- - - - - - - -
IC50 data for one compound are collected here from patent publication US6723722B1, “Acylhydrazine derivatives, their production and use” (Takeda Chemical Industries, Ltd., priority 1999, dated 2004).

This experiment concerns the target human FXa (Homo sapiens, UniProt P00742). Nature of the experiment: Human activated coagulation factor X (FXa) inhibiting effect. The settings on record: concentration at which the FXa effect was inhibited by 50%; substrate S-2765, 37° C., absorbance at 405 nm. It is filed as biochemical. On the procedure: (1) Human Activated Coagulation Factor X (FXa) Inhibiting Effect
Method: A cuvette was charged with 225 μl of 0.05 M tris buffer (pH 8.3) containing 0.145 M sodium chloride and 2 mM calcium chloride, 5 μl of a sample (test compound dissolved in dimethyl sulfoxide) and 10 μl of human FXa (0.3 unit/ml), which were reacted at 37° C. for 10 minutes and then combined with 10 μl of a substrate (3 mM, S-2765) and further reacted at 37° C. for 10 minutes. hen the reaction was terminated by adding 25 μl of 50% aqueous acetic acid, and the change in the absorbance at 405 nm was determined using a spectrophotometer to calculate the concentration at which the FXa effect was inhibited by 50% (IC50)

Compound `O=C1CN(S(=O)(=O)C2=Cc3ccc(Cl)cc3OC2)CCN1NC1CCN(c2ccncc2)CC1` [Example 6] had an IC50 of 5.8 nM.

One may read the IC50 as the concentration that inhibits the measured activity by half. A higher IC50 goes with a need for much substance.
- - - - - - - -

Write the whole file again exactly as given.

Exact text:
IC50 data for one compound are collected here from patent publication US6723722B1, “Acylhydrazine derivatives, their production and use” (Takeda Chemical Industries, Ltd., priority 1999, dated 2004).

This experiment concerns the target human FXa (Homo sapiens, UniProt P00742). Nature of the experiment: Human activated coagulation factor X (FXa) inhibiting effect. The settings on record: concentration at which the FXa effect was inhibited by 50%; substrate S-2765, 37° C., absorbance at 405 nm. It is filed as biochemical. On the procedure: (1) Human Activated Coagulation Factor X (FXa) Inhibiting Effect
Method: A cuvette was charged with 225 μl of 0.05 M tris buffer (pH 8.3) containing 0.145 M sodium chloride and 2 mM calcium chloride, 5 μl of a sample (test compound dissolved in dimethyl sulfoxide) and 10 μl of human FXa (0.3 unit/ml), which were reacted at 37° C. for 10 minutes and then combined with 10 μl of a substrate (3 mM, S-2765) and further reacted at 37° C. for 10 minutes. hen the reaction was terminated by adding 25 μl of 50% aqueous acetic acid, and the change in the absorbance at 405 nm was determined using a spectrophotometer to calculate the concentration at which the FXa effect was inhibited by 50% (IC50)

Compound `O=C1CN(S(=O)(=O)C2=Cc3ccc(Cl)cc3OC2)CCN1NC1CCN(c2ccncc2)CC1` [Example 6] had an IC50 of 5.8 nM.

One may read the IC50 as the concentration that inhibits the measured activity by half. A higher IC50 goes with a need for much substance.